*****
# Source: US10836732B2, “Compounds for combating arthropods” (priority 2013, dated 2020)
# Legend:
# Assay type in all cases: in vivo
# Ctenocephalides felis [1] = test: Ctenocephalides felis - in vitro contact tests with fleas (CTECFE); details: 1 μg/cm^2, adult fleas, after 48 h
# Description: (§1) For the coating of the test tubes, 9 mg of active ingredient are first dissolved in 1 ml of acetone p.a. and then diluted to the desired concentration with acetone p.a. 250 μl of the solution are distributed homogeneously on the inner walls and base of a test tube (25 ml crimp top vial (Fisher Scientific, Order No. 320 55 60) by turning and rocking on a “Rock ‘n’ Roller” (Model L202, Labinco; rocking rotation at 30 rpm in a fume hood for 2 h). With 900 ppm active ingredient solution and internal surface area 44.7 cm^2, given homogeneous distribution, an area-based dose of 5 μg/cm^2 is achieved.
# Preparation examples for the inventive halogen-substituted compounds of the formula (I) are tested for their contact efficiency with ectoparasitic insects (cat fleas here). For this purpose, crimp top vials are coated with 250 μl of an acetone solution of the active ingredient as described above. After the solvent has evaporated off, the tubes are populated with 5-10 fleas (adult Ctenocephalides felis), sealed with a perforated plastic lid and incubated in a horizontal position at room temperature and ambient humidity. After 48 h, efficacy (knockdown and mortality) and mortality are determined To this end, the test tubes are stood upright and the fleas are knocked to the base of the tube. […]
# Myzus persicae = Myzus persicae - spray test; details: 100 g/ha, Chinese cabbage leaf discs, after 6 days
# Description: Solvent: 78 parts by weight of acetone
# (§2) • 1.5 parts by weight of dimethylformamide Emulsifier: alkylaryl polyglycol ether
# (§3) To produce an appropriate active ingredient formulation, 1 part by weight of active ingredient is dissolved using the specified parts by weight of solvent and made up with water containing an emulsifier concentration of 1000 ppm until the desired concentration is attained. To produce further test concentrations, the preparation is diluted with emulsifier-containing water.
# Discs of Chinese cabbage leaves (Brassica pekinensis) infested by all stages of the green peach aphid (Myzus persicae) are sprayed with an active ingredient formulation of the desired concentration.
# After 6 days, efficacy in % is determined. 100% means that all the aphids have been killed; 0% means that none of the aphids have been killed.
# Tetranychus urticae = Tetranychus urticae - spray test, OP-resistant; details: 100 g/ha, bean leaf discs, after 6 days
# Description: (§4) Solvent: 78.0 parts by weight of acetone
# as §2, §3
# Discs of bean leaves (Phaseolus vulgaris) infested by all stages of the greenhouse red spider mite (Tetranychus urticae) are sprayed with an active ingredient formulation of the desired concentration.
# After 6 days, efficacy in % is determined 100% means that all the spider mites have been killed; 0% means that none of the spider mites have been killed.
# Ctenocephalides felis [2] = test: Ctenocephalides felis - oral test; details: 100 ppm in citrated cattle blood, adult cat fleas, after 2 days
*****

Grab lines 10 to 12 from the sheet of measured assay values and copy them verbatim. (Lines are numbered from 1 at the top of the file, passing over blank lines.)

# (§3) To produce an appropriate active ingredient formulation, 1 part by weight of active ingredient is dissolved using the specified parts by weight of solvent and made up with water containing an emulsifier concentration of 1000 ppm until the desired concentration is attained. To produce further test concentrations, the preparation is diluted with emulsifier-containing water.
# Discs of Chinese cabbage leaves (Brassica pekinensis) infested by all stages of the green peach aphid (Myzus persicae) are sprayed with an active ingredient formulation of the desired concentration.
# After 6 days, efficacy in % is determined. 100% means that all the aphids have been killed; 0% means that none of the aphids have been killed.